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Tucson Weekly Film Clips

NOVEMBER 3, 1997: 

DEVIL'S ADVOCATE. This pile of Faustian fluff doesn't win any points for subtlety--but then again, what movie about Satanic lawyers does? Al Pacino plays the seductive, know-it-all head of a law firm that specializes in defending corporate evildoers; Keanu Reeves plays the firm's latest acquisition, a hotshot lawyer whose virtuous conscience is only exceeded by his vanity about having a perfect trial record. It takes Reeves a full two-and-a-half hours to figure out that Beelzebub's on his side of the Bar, though his wife, played appealingly by Charlize Theron (she's the sole bright spot in the cast), catches on right away. In some parallel universe, this is a shrewd, scary movie, with disturbing images of murder, materialism, and women whose faces turn demonic moments after they expose their breasts. In this universe, The Devil's Advocate is uproariously bad in much the same way as Showgirls: It's mindlessly exploitative, filled with gaudy set design, and bursting at the seams with overacting. How can you hate it? The funniest thing about the movie is that it's about Pacino's attempt to seize control of Reeves' soul, yet it's obvious from the dude's performance that he doesn't have one. --Woodruff

FAIRY TALE: A TRUE STORY. So which is it: a fairy tale, or a true story? If only director Charles Sturridge and screenwriter Ernie Contreras could make up their minds! As it stands, their movie is a meandering pile of nothing: neither magical enough to sustain children, nor thematic enough for adults. The facts of the 1918 spiritualist sensation--which occurred after cousins Frances Griffiths and Elsie Wright photographed "fairies" outside their Cottingley Glen, England, home--are served up right alongside brief special-effects sequences that show actual fairies mindlessly frolicking. Peter O'Toole plays Sir Arthur Conan Doyle, who'd become unhinged after the death of his son and desperately championed the cause of fairy belief. Harvey Keitel, of all people, plays Harry Houdini, an outspoken skeptic of such things. There's a conflict there, but the wussy filmmakers don't pursue it--they just want everybody to be happy so long as their delusions don't directly hurt anyone (never mind the value of truth for its own sake). The only way this movie could have worked is if the filmmakers had scrapped their "true story" pretensions and agreed to lie outright. That's what the little girls did, after all: In 1981 one of the women admitted the fairies were cardboard cut-outs they'd propped up with hat pins. --Woodruff

GATTACA. Imagine, if you will, a future society so obsessed with flawlessness that Uma Thurman fails to measure up to the standards of perfection. Also, there are two brothers: The genetically perfect one grows up to be a cop, but the genetically imperfect one becomes a criminal--so they must fight! And then there's this one scene where a drop of snot dangles at the tip of Uma's nose, never falling, as she turns her head a bit to the left, a bit to the right. It's arguably the best snot scene ever filmed. While much of the film is preachy, pretentious and slow, the snot scene is easily worth the $7 admission price. See, she has the snot coming out of her nose--because she's not perfect! Oddly, genetic anomaly Danny DeVito produced this film. --DiGiovanna

PLAYING GOD. David Duchovny plays a drug-addicted doctor in this laughably bad thriller about medicine, crime, and the shocking redness of human blood. Duchovny is Dr. Eugene Sands, a surgeon who's had his license revoked for slicing a patient's artery while zoned out on an Elvis-style cocktail of speed and barbiturates. He's not only a drug addict, he's a junkie for practicing medicine, and when a bad guy offers to make him a surgeon again, he jumps at the chance to feed his evil habit. The result? More white clothing covered in spurting blood. There's something very odd about the directorial style of this movie--it's definitively '80s, with a 1970s drive-in edge. The clothes are out of style, the furnishings are out of style, and the music is weird. Far more interesting than the movie itself is the question of what, exactly, the director thought he was doing here. Being hip? Retro? Low budget? Straight to video? God only knows. --Richter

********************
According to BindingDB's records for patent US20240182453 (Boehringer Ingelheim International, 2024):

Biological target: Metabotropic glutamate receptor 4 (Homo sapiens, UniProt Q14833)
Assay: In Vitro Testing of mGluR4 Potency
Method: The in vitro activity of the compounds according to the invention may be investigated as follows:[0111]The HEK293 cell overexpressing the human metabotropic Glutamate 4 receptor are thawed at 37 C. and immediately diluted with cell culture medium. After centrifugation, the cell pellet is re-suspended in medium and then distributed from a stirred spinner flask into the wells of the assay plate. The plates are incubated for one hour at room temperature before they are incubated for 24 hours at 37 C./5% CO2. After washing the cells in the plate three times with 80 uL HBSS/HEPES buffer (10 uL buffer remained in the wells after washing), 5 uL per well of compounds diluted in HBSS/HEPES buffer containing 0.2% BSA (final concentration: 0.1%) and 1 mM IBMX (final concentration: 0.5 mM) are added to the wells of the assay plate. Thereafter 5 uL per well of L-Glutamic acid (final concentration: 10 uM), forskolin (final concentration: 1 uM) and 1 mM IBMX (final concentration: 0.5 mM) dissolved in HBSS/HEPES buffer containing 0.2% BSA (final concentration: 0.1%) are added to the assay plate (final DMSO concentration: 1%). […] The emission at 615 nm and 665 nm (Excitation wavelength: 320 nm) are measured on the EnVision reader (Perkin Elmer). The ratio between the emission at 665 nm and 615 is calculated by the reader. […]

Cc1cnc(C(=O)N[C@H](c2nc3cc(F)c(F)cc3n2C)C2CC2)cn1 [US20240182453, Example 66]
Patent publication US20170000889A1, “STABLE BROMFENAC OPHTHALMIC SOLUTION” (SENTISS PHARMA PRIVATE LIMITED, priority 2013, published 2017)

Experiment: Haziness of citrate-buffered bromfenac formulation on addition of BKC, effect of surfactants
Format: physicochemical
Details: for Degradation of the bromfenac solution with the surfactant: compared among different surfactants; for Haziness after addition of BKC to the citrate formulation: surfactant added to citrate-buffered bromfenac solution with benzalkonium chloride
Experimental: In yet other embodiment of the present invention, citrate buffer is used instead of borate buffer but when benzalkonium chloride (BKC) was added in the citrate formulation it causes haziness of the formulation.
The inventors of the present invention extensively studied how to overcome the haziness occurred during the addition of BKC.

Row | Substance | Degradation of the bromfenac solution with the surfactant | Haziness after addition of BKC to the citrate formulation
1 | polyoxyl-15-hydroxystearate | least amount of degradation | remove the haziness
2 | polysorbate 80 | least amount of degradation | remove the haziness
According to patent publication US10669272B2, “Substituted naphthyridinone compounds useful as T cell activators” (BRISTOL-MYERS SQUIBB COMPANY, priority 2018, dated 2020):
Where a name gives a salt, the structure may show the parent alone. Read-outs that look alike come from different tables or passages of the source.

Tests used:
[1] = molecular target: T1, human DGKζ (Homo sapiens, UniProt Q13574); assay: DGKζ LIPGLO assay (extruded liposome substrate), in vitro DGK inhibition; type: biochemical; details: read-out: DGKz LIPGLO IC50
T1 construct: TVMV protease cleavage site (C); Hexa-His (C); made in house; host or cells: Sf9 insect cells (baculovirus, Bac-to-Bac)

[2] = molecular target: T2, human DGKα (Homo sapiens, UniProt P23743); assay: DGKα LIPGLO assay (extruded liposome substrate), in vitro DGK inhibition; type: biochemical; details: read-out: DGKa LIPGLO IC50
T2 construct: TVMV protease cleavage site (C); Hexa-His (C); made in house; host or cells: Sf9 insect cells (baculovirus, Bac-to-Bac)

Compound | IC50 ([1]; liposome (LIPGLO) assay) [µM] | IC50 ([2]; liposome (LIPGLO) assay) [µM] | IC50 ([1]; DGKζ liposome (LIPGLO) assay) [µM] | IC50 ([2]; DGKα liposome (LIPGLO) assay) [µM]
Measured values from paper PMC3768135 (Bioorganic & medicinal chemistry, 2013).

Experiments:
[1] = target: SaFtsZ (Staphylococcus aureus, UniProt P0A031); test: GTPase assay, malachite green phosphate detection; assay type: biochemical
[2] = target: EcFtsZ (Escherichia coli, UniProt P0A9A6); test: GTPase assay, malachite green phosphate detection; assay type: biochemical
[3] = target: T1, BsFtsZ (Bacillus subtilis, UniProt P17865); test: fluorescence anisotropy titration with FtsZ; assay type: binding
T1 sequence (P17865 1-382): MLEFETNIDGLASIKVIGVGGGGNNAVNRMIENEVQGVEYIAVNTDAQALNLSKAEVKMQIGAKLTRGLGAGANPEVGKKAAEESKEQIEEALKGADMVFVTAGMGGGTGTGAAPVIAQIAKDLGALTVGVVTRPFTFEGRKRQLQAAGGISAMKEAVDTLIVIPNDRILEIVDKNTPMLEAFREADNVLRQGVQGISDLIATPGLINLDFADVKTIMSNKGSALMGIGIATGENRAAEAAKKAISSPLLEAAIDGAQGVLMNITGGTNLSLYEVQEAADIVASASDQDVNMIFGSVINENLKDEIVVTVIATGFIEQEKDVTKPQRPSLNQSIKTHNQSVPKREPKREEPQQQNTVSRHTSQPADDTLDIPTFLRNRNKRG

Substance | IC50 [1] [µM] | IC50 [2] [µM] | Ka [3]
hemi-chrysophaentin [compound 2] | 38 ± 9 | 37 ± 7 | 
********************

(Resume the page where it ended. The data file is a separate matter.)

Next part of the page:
YEAR OF THE HORSE. Jim Jarmusch consolidates his reputation as the Kurt Cobain of filmmaking with Year of the Horse, a gritty documentary about the original grunge band, Crazy Horse. The opening credits declare "proudly filmed in Super-8, 16mm, and hi-8," three low-budget formats that Jarmusch enhances with expensive post-production so they look as much like 35 mm film stock as possible. The film documents Neil Young and his bandmates over about 20 years, interspersing then-and-now interviews with footage from a recent tour. Okay, I like Crazy Horse, but only an absurdly devoted fan could be entranced by concert footage of three middle-aged guys standing in a half-circle clutching guitars and bobbing from the knees as though they were cranes engaged in a mating dance. Jarmusch is apparently such a fan. The concert footage takes up most of the film, and it's even more stale for being filmed in hi-8, a consumer-grade video format. This fandom extends to the respectful, fawning interviews with the band members. It's too bad Jarmusch didn't learn more from all the great documentaries that have been already made about bands. One of the strengths of D.A. Pennebaker's terrific Don't Look Back is that it portrayed Bob Dylan as an enormously talented artist who could also be a real asshole. But Neil Young could take his grandmother to Year of the Horse. --Richter


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